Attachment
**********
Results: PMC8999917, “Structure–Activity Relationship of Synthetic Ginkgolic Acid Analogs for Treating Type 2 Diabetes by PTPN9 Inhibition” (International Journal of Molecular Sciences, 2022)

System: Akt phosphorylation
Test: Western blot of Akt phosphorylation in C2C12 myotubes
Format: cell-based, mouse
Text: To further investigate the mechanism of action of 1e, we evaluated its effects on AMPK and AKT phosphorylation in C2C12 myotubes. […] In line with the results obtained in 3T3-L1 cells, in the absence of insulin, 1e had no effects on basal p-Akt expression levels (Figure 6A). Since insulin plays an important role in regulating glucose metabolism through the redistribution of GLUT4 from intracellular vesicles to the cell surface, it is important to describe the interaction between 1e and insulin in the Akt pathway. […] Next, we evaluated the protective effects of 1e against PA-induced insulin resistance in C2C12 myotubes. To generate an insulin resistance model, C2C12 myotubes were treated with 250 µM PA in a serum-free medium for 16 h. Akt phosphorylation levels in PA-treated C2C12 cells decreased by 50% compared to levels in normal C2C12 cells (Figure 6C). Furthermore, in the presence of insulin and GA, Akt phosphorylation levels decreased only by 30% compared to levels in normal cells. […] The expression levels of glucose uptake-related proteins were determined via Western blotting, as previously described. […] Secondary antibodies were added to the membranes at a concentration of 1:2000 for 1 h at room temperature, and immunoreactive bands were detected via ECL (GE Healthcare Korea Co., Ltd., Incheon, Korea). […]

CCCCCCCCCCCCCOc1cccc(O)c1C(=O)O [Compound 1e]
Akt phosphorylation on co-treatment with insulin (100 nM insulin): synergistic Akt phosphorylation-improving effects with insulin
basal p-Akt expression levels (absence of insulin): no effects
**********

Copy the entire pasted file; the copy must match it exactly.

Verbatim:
Results: PMC8999917, “Structure–Activity Relationship of Synthetic Ginkgolic Acid Analogs for Treating Type 2 Diabetes by PTPN9 Inhibition” (International Journal of Molecular Sciences, 2022)

System: Akt phosphorylation
Test: Western blot of Akt phosphorylation in C2C12 myotubes
Format: cell-based, mouse
Text: To further investigate the mechanism of action of 1e, we evaluated its effects on AMPK and AKT phosphorylation in C2C12 myotubes. […] In line with the results obtained in 3T3-L1 cells, in the absence of insulin, 1e had no effects on basal p-Akt expression levels (Figure 6A). Since insulin plays an important role in regulating glucose metabolism through the redistribution of GLUT4 from intracellular vesicles to the cell surface, it is important to describe the interaction between 1e and insulin in the Akt pathway. […] Next, we evaluated the protective effects of 1e against PA-induced insulin resistance in C2C12 myotubes. To generate an insulin resistance model, C2C12 myotubes were treated with 250 µM PA in a serum-free medium for 16 h. Akt phosphorylation levels in PA-treated C2C12 cells decreased by 50% compared to levels in normal C2C12 cells (Figure 6C). Furthermore, in the presence of insulin and GA, Akt phosphorylation levels decreased only by 30% compared to levels in normal cells. […] The expression levels of glucose uptake-related proteins were determined via Western blotting, as previously described. […] Secondary antibodies were added to the membranes at a concentration of 1:2000 for 1 h at room temperature, and immunoreactive bands were detected via ECL (GE Healthcare Korea Co., Ltd., Incheon, Korea). […]

CCCCCCCCCCCCCOc1cccc(O)c1C(=O)O [Compound 1e]
Akt phosphorylation on co-treatment with insulin (100 nM insulin): synergistic Akt phosphorylation-improving effects with insulin
basal p-Akt expression levels (absence of insulin): no effects